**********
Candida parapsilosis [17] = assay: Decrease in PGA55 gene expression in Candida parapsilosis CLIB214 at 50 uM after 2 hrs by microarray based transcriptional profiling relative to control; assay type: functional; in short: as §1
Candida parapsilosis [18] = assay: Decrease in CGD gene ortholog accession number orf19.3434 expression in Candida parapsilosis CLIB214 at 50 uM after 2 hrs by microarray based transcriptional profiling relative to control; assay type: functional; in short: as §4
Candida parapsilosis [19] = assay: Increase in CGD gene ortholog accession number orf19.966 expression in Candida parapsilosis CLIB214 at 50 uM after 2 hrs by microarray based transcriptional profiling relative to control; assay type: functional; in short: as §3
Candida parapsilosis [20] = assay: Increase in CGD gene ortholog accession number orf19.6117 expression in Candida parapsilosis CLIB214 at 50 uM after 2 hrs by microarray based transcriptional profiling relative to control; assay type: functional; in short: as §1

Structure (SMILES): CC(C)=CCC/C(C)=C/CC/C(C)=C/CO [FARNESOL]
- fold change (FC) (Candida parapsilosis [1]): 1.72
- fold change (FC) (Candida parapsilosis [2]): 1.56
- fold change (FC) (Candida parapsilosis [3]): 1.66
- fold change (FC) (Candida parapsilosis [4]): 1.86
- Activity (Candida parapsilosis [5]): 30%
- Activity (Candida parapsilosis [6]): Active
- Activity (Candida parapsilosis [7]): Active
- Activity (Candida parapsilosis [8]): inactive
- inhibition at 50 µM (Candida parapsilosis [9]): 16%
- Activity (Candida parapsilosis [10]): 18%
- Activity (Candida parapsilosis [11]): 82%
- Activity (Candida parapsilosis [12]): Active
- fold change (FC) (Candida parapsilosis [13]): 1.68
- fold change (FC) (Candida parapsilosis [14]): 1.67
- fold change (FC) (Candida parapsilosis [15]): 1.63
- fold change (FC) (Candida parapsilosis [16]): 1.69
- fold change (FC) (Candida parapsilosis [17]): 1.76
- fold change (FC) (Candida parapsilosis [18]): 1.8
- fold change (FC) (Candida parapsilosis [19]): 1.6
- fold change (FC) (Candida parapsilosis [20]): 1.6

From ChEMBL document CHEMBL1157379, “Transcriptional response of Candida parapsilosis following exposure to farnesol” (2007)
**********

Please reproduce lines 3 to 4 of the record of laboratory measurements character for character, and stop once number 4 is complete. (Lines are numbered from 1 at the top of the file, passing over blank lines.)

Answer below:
Candida parapsilosis [19] = assay: Increase in CGD gene ortholog accession number orf19.966 expression in Candida parapsilosis CLIB214 at 50 uM after 2 hrs by microarray based transcriptional profiling relative to control; assay type: functional; in short: as §3
Candida parapsilosis [20] = assay: Increase in CGD gene ortholog accession number orf19.6117 expression in Candida parapsilosis CLIB214 at 50 uM after 2 hrs by microarray based transcriptional profiling relative to control; assay type: functional; in short: as §1